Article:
On the 30th of August people with learning disabilities alongside The Scottish Commission for People with Learning Disabilities (SCLD) and The Publishing Bureau launched ‘Human Rights Town’, an app to empower people with learning disabilities to recognise and realise their rights. In this blog, App Development Group Member, Lindsay Kinloch, shares why human rights and this app important to the lives of people with learning disabilities.
Human rights are important to us all, wherever we are in the world. Sadly, human rights information is not always accessible because it usually contains jargon regularly used by politicians and policy makers.
I am a self-advocate and it’s important for me to get information about human rights in an accessible format. Not just for myself but for everyone with a learning disability worldwide.
People with learning disabilities have been left behind in the Covid-19 pandemic. People with learning disabilities are three times more likely to die as a result of Covid-19 and we are also more likely to experience Do Not Resuscitate (DNR) orders against our will. This violates our right to life. People with learning disabilities and older people have not had their human rights protected during the pandemic.
Decision making is happening too quickly for our involvement and we have an interest in wider politics which is often not considered. Because of this we are sadly being hidden and forgotten about, like some of us were in long stay hospitals.
People with learning disabilities and SCLD co-produced an amazing new app called ‘Human Rights Town’, with the Publishing Bureau. This app was created by and for people with learning disabilities to empower us to recogise our human rights and live the life we want.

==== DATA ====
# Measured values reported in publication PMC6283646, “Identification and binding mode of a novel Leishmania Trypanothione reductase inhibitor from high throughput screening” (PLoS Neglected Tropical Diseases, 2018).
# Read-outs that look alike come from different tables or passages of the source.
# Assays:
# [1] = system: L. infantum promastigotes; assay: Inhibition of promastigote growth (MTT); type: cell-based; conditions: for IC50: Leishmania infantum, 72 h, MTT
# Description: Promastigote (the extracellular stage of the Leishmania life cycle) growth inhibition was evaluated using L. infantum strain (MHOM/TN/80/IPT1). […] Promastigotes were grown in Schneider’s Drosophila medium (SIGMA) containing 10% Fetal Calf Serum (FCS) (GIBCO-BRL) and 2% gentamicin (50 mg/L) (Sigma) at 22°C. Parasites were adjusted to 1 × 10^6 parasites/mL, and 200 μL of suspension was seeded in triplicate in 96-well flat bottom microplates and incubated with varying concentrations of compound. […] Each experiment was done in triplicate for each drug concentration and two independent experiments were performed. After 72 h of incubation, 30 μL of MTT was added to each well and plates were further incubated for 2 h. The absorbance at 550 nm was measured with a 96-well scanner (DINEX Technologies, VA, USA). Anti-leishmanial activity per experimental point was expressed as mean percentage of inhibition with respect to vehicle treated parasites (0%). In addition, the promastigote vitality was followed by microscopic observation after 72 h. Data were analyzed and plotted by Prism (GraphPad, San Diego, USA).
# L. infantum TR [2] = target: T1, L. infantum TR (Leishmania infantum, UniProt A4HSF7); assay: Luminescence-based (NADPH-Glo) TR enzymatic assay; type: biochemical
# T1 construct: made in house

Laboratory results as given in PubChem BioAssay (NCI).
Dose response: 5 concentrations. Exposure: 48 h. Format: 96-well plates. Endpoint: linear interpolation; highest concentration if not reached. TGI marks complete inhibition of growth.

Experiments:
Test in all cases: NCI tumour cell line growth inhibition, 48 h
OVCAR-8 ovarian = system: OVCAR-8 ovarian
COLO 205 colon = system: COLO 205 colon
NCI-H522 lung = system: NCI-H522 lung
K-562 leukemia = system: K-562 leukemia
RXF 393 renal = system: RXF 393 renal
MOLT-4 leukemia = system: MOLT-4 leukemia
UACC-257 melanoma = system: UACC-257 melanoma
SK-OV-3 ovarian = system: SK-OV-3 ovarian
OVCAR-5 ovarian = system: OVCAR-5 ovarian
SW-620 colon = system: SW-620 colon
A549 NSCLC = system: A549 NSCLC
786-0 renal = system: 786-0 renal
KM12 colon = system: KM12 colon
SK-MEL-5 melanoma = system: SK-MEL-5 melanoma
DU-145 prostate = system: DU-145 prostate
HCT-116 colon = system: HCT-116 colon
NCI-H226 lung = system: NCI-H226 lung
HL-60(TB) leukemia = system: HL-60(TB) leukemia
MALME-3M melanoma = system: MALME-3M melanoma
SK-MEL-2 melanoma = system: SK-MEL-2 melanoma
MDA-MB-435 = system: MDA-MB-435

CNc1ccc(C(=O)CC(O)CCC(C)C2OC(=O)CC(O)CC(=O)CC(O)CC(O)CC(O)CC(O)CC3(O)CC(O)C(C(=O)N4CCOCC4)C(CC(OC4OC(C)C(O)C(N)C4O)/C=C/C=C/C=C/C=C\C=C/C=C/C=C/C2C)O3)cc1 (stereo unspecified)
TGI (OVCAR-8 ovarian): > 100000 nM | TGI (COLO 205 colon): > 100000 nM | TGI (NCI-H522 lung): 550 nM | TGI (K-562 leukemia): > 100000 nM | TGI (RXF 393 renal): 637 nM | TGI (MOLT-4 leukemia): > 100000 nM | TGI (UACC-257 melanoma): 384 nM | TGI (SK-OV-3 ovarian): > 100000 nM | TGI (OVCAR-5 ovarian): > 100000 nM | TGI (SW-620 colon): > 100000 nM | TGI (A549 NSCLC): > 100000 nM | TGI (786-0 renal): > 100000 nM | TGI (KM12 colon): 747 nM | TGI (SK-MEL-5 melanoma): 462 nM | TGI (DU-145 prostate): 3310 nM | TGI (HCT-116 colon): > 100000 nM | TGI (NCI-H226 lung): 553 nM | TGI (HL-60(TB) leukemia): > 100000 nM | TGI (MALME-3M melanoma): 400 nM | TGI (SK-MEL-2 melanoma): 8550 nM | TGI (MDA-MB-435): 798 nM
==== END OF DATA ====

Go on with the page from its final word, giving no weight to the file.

When I first saw the Human Rights Town app, it captured my attention because it’s so colourful. It has the right colours to make it both engaging and accessible.
One of the most important things about the app is that people with a learning disability, like myself, were involved throughout the app development. I was part of making the voice overs – I recorded 4 voice overs. This is another great feature of the app; you will hear the voices of people who have learning disabilities, learning difficulties and autism.
What I like about the app is that it is challenging. I took the full quiz myself and out of 25 questions I got 23 right and two wrong. I think it’s just at the right level to give us a challenge; many people think that because we have a learning disability everything has to be over simplified, but that’s not always the case. I think the app is ‘simply good’ and pitched at the right level to help many of us learn about our rights.
I hope this app will achieve changes such as helping to make sure that people with learning disabilities are at the centre of decision making and that politicians think about the language they use when creating new laws and policies to protect our rights.
I hope that people with learning disabilities will be empowered to be involved in the development of the new human rights law for Scotland and how we can best make human rights real under the United Nations Convention on the Rights of Persons with Disabilities (UNCRPD).
Lindsay Kinloch is a member of the Human Rights Town App Development Group and a Driver for Change member for the Glasgow Disability Alliance (GDA). Lindsay has a learning disability and is a keen self-advocate. Lindsay wants politicians and policy makers across Scotland to take note – “keep it clear, keep it simple!”